Check out this video. What’s the story? Any guesses? It looks like a video of a garbage processing plant, or maybe a recycling project.
In fact, as the noisy truck starts to tip out its load, so begins the newest bizarre religious ritual in Israel.
Amnon Yitzhak, the charismatic outreach rabbi, decided to hold a ceremony in Jerusalem destroying televisions to make the point that they are a corrupting influence, brining harmful secular values to the lives of viewers. Part of the ritual destruction was held opposite the offices of the Israel Broadcasting Authority headquarters in Jerusalem.
Yitzhak is a secular-born Israeli who became religious at age 24 and has, for the last 15 years, been running Shofar, an organization that encourages people to follow his footsteps and make the same change.
He is prone to taking extreme positions, and objects to practices that are accepted by mainstream Orthodox Jews. For example, he is waging a war on Orthodox musicians, claiming that their performances violate Jewish law. When the renowned Israeli rabbi Elazar Abuchatzeira was murdered earlier this year, Yitzhak went so far as to suggest that the cause of the tragedy was the continuation of such performances. He said:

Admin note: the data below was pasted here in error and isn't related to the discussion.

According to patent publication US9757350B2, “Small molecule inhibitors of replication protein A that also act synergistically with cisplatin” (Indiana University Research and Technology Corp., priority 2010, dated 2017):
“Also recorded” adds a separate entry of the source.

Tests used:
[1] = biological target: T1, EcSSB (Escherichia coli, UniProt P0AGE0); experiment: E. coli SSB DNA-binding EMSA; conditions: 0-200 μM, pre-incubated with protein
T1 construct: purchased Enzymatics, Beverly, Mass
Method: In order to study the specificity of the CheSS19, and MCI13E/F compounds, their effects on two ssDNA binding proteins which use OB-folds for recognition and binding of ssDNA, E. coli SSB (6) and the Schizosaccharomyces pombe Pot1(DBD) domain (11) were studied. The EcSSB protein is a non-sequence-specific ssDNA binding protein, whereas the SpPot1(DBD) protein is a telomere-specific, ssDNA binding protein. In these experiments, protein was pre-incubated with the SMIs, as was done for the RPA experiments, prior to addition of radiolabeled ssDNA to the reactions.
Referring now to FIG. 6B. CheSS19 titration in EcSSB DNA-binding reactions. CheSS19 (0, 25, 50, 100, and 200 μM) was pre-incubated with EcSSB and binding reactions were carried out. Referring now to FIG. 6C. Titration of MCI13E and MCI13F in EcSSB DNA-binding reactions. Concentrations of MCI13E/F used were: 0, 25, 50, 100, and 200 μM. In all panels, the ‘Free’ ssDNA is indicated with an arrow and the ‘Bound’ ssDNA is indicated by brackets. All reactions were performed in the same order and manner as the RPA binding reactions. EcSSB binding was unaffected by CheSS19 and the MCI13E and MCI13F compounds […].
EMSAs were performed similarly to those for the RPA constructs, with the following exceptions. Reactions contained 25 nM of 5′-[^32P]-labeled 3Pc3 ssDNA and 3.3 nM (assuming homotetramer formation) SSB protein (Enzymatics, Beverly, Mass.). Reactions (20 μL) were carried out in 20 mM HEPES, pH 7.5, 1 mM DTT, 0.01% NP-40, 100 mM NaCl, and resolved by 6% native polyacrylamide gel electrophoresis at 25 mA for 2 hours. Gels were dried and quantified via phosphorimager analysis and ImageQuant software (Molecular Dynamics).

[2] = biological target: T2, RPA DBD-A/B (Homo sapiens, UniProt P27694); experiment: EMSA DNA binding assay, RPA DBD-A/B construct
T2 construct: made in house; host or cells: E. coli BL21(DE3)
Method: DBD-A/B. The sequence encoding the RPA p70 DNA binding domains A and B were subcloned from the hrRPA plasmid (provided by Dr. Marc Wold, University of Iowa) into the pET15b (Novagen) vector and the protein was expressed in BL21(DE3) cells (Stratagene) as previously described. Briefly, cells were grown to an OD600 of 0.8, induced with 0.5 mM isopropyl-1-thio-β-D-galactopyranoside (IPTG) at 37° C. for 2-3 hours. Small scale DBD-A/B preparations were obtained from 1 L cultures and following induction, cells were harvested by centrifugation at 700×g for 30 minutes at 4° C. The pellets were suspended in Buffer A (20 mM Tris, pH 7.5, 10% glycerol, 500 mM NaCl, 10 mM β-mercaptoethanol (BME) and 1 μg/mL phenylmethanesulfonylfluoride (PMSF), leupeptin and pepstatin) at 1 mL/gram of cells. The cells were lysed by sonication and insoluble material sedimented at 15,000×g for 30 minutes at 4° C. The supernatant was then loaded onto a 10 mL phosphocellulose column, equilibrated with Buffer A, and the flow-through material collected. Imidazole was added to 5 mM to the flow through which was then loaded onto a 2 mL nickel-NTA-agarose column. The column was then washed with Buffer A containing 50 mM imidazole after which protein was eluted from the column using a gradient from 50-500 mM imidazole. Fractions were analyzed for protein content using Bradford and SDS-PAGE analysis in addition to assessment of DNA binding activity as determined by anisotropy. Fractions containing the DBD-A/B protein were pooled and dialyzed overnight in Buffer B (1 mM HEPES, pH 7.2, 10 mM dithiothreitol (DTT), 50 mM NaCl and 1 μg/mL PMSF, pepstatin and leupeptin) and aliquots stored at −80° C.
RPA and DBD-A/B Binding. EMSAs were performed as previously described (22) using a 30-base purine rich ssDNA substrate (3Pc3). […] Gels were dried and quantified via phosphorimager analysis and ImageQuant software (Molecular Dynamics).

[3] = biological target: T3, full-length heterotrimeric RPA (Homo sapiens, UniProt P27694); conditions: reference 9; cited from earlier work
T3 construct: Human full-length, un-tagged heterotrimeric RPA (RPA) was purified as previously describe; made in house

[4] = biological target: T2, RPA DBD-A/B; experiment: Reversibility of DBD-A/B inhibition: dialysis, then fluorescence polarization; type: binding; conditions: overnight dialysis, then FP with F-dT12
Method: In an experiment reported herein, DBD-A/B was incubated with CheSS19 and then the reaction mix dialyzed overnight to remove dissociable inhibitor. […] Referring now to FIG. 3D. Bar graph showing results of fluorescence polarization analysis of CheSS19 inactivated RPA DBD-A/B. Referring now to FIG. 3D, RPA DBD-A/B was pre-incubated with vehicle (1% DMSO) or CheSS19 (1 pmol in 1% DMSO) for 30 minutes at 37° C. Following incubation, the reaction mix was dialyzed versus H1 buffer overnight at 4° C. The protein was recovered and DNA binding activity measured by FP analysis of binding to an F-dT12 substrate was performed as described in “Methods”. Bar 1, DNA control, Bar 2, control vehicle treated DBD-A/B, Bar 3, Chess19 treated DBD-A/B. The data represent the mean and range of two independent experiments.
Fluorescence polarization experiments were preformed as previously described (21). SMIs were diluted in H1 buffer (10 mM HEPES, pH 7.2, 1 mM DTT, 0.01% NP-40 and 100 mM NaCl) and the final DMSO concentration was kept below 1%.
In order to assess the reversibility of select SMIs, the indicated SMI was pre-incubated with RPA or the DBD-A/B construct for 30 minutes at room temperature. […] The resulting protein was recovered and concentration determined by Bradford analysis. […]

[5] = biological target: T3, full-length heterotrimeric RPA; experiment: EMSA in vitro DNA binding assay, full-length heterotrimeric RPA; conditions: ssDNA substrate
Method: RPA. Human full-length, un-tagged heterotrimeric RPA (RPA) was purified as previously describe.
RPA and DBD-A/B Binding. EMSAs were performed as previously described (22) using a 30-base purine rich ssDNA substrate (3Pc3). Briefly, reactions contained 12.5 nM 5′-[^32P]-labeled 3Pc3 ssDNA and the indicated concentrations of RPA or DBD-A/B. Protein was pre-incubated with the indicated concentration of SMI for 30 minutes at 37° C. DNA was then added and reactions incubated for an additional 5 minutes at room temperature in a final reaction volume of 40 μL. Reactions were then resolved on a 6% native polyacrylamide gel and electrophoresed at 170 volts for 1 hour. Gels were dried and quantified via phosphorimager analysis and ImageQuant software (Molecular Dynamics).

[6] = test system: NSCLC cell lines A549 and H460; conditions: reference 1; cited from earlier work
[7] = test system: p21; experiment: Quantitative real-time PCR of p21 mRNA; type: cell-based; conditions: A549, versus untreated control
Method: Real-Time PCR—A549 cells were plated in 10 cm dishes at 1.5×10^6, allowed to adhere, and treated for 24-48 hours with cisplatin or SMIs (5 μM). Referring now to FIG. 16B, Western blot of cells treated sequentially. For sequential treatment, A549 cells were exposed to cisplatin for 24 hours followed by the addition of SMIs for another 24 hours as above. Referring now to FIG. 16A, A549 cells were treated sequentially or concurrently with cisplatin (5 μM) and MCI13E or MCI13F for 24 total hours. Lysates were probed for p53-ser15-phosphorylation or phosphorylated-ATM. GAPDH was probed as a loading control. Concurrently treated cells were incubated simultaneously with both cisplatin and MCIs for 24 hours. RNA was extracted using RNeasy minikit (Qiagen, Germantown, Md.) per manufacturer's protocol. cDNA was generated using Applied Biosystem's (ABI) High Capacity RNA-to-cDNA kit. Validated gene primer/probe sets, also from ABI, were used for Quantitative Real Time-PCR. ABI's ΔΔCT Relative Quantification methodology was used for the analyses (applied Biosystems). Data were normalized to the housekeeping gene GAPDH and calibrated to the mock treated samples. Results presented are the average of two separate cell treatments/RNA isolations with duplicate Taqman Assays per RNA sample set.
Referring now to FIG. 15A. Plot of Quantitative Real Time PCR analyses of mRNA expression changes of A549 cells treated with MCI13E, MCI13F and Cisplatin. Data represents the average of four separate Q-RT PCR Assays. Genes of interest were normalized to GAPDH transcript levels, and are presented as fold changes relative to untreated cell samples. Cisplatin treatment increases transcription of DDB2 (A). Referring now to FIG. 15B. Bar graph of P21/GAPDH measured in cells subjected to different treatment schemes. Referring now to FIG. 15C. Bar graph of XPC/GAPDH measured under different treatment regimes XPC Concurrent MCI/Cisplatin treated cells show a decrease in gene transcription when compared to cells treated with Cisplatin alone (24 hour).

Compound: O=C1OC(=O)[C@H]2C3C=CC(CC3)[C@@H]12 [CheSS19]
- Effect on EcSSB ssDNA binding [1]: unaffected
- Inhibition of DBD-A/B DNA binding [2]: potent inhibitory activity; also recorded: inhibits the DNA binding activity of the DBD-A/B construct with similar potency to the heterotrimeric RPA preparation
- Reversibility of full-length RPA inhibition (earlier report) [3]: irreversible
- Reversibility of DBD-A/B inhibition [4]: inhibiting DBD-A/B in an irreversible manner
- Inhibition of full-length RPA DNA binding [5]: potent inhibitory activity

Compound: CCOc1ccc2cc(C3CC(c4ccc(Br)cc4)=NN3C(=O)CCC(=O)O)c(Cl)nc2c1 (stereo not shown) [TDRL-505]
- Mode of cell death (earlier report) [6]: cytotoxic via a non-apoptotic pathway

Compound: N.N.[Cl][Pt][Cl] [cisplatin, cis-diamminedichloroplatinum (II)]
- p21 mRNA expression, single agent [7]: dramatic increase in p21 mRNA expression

For 9 months I have been screaming and fighting against the singers who are causing Israel to sin flippantly ignoring the Torah and the gedolei ha’dor and they sing songs that are assur [prohibited] and they perform to mixed audiences… There is no clearer message [in the murder] than this. Someone who is lenient on this [i.e. “prohibited” performances], if it turns out I am correct with what I am saying, he will be blamed in heaven for the death of the tzaddikim [saints]. Remember what I have said, and maybe we will finally have the intelligence to do teshuva [repentance] before the tsunami that is coming, as the tsunami in Japan and Haiti is nothing compared to the death of the tzaddik.
The Shmooze can’t wait to hear what worldly tragedies television viewers are allegedly responsible for.
Rabbi Destroys TVs in Religious Ritual